STREET PHARMACY AND GIANT PANDA GUERILLA DUB SQUAD TEAM UP TO RELEASE A SOCIO-POLITICAL CHARGED ANTHEM FOR ACTIVISM.
Canadian reggae-rockers Street Pharmacy have teamed up with American roots-reggae veterans Giant Panda Guerilla Dub Squad on their newest single “They Don’t Give a $$$$.” The song tackles the root of the world’s rising tensions amid a year full of crises, the ongoing manipulation of power and modern corruption over humanity-focused ambitions.
Mixing reggae and punk — two genres deeply rooted in social commentary and calls to action — “They Don’t Give A $$$$” adds a modern rock anthem-edged chorus that serves as a rallying cry, calling on the people to demand change from the top down.
“The chorus lyrics and the use of the cash register sample was intentional from the very beginning,” said Street Pharmacy’s frontman and songwriter, Ryan Guay. “Using the cash register sample in the midst of a heavy, alternative rock-oriented chorus allows for a two-fold meaning: the pseudo-use of profanity for the purpose of hammering home the severity of the message and, more obviously, the issues of corruption and wealth distribution that have plagued marginalized and poverty-stricken people for far too long.”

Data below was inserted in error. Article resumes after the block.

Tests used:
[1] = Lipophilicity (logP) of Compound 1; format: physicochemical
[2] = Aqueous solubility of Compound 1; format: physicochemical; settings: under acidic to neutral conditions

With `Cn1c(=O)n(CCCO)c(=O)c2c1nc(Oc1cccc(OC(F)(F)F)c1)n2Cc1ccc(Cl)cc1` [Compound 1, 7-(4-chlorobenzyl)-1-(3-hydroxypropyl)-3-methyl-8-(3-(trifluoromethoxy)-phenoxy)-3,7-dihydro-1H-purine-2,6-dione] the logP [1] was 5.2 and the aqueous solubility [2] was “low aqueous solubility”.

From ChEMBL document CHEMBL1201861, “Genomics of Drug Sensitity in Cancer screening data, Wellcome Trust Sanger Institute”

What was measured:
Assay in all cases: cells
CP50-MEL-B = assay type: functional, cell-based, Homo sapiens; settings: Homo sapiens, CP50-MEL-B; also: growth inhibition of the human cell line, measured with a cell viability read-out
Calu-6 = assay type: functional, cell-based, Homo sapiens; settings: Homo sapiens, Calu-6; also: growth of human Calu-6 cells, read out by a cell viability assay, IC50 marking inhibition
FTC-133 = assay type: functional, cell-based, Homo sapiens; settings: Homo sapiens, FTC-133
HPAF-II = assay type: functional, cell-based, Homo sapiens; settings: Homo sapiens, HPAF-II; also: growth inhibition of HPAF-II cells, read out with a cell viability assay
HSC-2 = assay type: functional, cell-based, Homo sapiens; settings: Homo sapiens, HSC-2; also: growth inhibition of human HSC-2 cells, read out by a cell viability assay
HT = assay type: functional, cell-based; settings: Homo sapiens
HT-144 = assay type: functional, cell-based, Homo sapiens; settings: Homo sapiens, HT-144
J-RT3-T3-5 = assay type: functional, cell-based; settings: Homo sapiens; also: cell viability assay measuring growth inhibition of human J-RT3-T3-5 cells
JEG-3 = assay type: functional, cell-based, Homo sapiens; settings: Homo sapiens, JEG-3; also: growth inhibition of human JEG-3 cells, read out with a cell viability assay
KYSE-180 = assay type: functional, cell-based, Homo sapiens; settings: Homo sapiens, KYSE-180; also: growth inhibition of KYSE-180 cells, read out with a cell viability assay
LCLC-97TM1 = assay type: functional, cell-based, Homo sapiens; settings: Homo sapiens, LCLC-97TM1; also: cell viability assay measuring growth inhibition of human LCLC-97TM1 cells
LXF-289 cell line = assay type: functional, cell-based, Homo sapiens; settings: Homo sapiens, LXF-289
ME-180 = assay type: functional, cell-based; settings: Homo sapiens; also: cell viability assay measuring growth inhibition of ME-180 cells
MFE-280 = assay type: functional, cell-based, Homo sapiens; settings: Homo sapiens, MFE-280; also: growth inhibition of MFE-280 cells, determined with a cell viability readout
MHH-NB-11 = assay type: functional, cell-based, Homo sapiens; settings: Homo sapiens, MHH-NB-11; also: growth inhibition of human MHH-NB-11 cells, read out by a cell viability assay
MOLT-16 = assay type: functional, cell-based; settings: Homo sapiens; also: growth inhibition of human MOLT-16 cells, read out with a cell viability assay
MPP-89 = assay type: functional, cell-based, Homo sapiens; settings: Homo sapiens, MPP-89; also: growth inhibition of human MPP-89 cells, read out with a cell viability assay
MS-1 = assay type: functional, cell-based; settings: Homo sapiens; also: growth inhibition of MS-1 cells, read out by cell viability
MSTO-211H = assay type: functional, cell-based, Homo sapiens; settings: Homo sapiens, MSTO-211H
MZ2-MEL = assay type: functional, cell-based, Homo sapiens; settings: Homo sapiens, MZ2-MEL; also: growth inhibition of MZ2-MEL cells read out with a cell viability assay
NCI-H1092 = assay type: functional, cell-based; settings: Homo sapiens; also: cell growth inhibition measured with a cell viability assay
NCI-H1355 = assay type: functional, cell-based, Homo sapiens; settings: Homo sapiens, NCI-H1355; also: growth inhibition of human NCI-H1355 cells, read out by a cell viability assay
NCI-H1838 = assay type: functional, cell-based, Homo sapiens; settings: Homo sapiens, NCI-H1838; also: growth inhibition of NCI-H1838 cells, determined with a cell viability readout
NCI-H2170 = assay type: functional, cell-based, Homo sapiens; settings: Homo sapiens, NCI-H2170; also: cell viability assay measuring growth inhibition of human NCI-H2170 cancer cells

Guay’s lyrical and sample-based hook are accompanied by Giant Panda Guerilla Dub Squad frontman and bassist, James Searl’s call to action in two reggae-rock infused verses. “It’s impossible to squeeze all of our world concerns into a verse chorus verse,” Searl explained. “We thought it important to stress the call to action and awareness. Whether the focus is that Black Lives Matter or that the fossil fuel industry is running roughshod over entire [indigenous and scientific] communities and are actually destroying the natural world, the common denominator is always that there is a disgustingly wealthy 1% elite with more control than most and they don’t give a $$$$ about the rest of us.”
“Not a damn or a dime,” Guay added.
“There is so much positivity to be had about this moment of connectivity in the world amongst people and we wanted to lend an anthemic tune to help empower the resistance.” Searl continued. “It made sense for it to have a modern rock feel because it’s what both Ryan and I grew up on in close proximity to each other (Rochester NY, and Welland ON) separated by a border but brought together by music. I think we both had our political compasses tuned by the rock, reggae, and the hip hop of our youth. This song sounds like something that would have kept me up all night excited when I was 14 and for me that’s some special stuff. This was an incredibly fun beginning to more collaboration I’m sure.”
The collaboration between artists promotes further dialogue between changemakers within society, calling for a unification of citizens across the globe to promote a broad expansion of human rights and an end to oppression.